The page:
Hornblower is hailed as a national hero but learns that Leighton lost his life in the attack on the French fleet. The commander returns home to visit his young son and finds Lady Barbara there. The film ends by showing the two embracing.

Cast

Casting

Warner Bros. acquired the film rights to the first three Hornblower novels – The Happy Return, A Ship of the Line, and Flying Colours – as a star vehicle for Errol Flynn[2] when they were first published. For reasons that may have included the financial failure of the 1948 Adventures of Don Juan, the growing difficulties of working with the actor, and/or his advancing age,[3] Flynn was not cast. Warner's was already building up Burt Lancaster as their new swashbuckling screen star, but the role of a British sea captain seemed to be outside his range, so Peck was ultimately cast on a loan-out from David O. Selznick, who received screen credit in the opening titles. Virginia Mayo was only cast after a number of high-profile British actresses were either not free or not interested. Peck's personal choice was Margaret Leighton.[4] Studio head Jack Warner found Virginia Mayo more attractive.[5]

Production

The film was shot at studios inside the United Kingdom, on Mermaid Street in Rye, East Sussex, at HMS Victory and also on location in France.[6][7] El Supremo's Fortress is Fort de Brégançon in France. To save costs, the Hispaniola set from the 1950 Disney film adaptation of Treasure Island was reused as the frigate HMS Lydia. Instead of moving the horizon background in order to simulate movement on the water, the ship itself was rocked. This caused many problems because of the combined weight of ship, crew, and equipment. The Italian brigantine Marcel B. Surdo represented the Witch of Endor for all at-sea exterior footage.[8] The Marcel B. Surdo would also appear in such seafaring films as The Crimson Pirate, The Master of Ballantrae, and John Paul Jones.[9] The explosive and fire effects were supervised by Cliff Richardson.[10]

Premiere and reception

The film had its worldwide premiere in the presence of Princess Margaret at the Warner Theatre, Leicester Square, London on 12 April 1951. The premiere was in aid of King George's Fund for Sailors and the "Foudroyant" appeal (the presently restored frigate renamed HMS Trincomalee afloat in the Historic Quay, Hartlepool, UK).[11]

Bosley Crowther, critic for The New York Times, said it has "plenty of action ... It may be conventional action, routine in pattern and obviously contrived, with less flavor [of the books] in it than of the workshops of Hollywood. However, it should please those mateys who like the boom of the cannon and the swish of the swords."[12] Bob Thomas said it "is excellent adventure stuff ... the dialogue and action can be stilted at times. But there is enough eye-catching excitement and color to offset that."[13] TV Guide wrote that "Walsh's direction has no time to linger. Guy Green's camerawork and Robert Farnon's jolly score are helpful."[14]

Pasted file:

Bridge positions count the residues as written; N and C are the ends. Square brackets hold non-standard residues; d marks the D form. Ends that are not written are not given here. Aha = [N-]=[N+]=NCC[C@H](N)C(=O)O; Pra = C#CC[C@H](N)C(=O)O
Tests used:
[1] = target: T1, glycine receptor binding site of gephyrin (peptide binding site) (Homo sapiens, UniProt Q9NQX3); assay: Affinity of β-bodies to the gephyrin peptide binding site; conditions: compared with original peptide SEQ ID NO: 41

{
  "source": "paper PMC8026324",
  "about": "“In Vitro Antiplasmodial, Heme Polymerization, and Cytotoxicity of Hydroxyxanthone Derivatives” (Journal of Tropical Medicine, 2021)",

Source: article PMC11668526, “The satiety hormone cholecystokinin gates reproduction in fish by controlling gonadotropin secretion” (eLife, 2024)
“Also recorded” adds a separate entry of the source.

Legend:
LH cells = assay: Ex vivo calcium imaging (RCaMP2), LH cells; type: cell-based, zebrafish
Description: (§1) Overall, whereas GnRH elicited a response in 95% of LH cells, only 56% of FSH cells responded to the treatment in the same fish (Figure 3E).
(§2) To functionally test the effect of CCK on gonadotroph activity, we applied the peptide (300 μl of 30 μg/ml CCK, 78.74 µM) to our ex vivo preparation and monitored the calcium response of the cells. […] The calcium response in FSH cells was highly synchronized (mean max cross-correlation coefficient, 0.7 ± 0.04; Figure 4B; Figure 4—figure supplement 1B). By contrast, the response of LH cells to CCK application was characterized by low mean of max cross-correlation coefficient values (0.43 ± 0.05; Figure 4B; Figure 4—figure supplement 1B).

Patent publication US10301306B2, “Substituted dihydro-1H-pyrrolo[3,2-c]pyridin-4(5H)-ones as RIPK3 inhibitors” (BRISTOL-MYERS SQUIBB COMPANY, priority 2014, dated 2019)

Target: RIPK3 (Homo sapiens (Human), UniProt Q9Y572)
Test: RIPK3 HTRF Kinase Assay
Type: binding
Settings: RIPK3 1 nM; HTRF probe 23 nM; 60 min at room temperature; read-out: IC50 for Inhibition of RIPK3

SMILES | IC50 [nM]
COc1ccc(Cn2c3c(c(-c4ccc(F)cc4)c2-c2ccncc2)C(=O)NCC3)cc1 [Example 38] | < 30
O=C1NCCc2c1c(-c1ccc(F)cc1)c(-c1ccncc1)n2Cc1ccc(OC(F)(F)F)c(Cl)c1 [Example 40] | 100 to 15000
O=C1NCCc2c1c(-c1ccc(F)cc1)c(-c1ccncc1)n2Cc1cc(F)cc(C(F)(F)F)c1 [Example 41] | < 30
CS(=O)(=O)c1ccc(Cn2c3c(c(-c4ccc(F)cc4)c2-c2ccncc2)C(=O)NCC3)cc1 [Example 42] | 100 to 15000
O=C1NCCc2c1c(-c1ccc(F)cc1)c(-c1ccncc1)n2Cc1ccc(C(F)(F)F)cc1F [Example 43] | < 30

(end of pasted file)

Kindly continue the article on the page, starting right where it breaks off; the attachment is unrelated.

According to Warner Bros' accounts, the film earned $2,598,000 domestically and $2,735,000 foreign. It was the studio's most expensive film of the year but also their most popular.[1] It was the 9th most popular film at the British box office that year.[15]

The film has been well-received by modern critics. The film review aggregator website Rotten Tomatoes gives it 7.3 out of 10 and a 100% "fresh" rating.[16]

Other versions

Peck and Mayo recreated their roles on a one-hour Lux Radio Theater program broadcast on 21 January 1952, which is included as an audio-only feature in the film's DVD release.[17]

Home media

On March 6 2007, Warner Home Video released the film on DVD in its original aspect ratio of 1:37:1.

References

  1. ^ a b c Warner Bros financial information in The William Shaefer Ledger. See Appendix 1, Historical Journal of Film, Radio and Television (1995), 15:sup1, 1-31 p. 31. doi:10.1080/01439689508604551
  2. ^ Vagg, Stephen (November 24, 2019). "The Films of Errol Flynn: Part 4 – Going to Seed". Filmink.
  3. ^ Mark Deming. "Captain Horatio Hornblower Plot Synopsis". Allmovie. Retrieved 29 November 2022.
  4. ^ "Captain Horatio Hornblower". DVDjournal.com. Retrieved 2 November 2008.
  5. ^ "Captain Horatio Hornblower (1951) - Articles - TCM.com". Turner Classic Movies. Retrieved 2022-11-29.
  6. ^ "Budget". Retrieved 3 July 2006.
  7. ^ "Locations". Retrieved 3 July 2006.
  8. ^ "Films of the Sea". Archived from the original on 2007-09-04. Retrieved 2007-09-03.
  9. ^ "Historic Tall Ships Replicas". Retrieved 2007-09-03.
  10. ^ Action! Fifty Years in the Life of a Union. Published: 1983 (UK). Publisher: ACTT. ISBN 0 9508993 0 5 – Gunpowder and Smoke – Cliff Richardson p129 "My first job as a freelancer was Captain Horatio Hornblower..."
  11. ^ Original program for this premiere in my possession
  12. ^ Crowther, Bosley (14 September 1951). "The Screen in Review; 'Captain Horatio Hornblower,' With Gregory Peck in Lead, Opens at the Music Hall". The New York Times.
  13. ^ Thomas, Bob (15 July 1951). "Capsule Review". The San Bernardino Sun. Associated Press.
  14. ^ "Captain Horatio Hornblower | TV Guide". TVGuide.com.
  15. ^ "Vivien Leigh Actress of the Year". Townsville Daily Bulletin. Qld.: National Library of Australia. 29 December 1951. p. 1. Retrieved 9 July 2012.
  16. ^ Captain Horatio Hornblower
  17. ^ "Review @ Classic Film Guide". Archived from the original on 2010-10-26. Retrieved 2006-08-17.